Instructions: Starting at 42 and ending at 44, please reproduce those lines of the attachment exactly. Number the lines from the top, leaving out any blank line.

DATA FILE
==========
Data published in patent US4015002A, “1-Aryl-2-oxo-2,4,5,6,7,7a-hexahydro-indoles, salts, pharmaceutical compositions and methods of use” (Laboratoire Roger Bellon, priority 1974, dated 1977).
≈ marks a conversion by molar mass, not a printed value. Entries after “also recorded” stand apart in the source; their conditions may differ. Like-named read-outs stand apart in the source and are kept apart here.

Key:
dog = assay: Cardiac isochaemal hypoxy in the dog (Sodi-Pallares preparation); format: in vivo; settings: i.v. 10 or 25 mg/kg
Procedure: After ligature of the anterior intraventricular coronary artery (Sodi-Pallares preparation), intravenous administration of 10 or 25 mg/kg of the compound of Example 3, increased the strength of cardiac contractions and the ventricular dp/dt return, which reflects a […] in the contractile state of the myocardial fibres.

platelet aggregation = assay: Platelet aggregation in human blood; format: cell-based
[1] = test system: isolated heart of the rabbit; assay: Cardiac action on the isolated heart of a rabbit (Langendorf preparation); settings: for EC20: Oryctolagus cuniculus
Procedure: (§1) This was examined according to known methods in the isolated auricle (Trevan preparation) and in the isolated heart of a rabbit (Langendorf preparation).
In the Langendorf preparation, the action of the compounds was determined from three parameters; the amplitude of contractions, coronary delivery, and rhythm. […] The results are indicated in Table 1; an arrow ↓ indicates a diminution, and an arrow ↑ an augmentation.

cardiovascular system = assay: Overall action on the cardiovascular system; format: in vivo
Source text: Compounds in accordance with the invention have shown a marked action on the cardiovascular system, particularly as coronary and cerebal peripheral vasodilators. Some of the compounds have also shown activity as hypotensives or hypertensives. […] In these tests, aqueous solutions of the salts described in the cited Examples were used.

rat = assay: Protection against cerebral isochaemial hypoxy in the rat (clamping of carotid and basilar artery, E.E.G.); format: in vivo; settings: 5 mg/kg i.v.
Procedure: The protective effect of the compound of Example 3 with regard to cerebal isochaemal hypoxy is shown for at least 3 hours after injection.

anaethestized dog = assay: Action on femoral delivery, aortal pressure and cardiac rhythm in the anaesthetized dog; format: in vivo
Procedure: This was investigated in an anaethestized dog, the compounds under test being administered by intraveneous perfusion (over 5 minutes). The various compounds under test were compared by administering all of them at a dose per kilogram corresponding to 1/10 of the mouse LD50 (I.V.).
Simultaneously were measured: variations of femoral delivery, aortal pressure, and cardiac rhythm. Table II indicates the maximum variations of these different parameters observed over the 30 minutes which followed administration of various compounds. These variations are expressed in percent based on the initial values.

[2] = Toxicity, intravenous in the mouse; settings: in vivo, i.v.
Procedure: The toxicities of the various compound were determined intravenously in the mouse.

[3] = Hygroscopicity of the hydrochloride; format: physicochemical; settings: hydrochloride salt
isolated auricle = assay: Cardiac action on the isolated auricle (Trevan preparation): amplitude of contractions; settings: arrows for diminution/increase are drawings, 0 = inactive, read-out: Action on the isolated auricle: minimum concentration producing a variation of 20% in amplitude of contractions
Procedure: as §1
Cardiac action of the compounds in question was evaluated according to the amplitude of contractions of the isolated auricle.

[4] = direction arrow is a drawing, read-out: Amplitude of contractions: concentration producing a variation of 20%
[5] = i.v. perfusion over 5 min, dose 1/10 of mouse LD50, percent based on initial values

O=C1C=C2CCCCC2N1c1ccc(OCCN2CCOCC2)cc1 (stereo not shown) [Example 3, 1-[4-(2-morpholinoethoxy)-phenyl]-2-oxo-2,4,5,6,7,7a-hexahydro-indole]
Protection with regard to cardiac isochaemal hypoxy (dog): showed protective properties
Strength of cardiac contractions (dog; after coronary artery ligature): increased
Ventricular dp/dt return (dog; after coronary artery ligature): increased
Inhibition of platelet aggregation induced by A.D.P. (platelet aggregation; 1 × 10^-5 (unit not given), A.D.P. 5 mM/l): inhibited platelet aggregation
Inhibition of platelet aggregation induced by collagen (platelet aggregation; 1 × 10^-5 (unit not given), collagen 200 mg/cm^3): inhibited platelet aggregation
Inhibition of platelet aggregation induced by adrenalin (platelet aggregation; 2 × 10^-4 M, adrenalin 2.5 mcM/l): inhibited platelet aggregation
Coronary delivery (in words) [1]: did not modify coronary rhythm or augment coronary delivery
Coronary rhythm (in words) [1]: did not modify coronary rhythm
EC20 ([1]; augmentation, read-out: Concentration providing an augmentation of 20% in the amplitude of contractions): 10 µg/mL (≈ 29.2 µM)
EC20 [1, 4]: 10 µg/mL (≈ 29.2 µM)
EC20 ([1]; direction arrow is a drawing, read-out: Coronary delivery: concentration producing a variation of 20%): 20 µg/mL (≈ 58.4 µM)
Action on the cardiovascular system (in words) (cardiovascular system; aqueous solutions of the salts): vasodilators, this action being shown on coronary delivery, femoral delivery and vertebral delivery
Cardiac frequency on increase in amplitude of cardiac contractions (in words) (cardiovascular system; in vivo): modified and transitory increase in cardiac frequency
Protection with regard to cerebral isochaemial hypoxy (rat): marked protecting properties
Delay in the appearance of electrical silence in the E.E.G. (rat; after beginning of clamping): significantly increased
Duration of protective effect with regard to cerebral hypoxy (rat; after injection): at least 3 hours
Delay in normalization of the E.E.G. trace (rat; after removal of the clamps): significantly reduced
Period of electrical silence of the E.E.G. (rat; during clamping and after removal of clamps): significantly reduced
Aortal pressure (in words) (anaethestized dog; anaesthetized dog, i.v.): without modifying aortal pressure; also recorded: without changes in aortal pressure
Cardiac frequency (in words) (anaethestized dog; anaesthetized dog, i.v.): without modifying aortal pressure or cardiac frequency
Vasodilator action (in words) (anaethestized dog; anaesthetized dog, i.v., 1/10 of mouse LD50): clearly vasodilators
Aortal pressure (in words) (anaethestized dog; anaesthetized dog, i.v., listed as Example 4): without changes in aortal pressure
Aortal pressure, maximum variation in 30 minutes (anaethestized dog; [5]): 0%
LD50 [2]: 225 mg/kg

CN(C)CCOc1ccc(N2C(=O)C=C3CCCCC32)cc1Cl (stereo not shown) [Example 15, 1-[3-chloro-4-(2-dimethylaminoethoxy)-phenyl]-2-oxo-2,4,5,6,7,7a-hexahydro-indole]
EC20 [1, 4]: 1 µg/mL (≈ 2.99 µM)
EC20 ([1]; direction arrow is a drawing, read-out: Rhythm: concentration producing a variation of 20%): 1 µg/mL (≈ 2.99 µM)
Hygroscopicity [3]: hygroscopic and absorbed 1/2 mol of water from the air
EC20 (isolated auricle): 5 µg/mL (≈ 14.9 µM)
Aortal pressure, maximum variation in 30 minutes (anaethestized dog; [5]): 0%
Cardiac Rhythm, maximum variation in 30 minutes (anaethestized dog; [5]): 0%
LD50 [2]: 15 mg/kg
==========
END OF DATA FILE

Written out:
Delay in normalization of the E.E.G. trace (rat; after removal of the clamps): significantly reduced
Period of electrical silence of the E.E.G. (rat; during clamping and after removal of clamps): significantly reduced
Aortal pressure (in words) (anaethestized dog; anaesthetized dog, i.v.): without modifying aortal pressure; also recorded: without changes in aortal pressure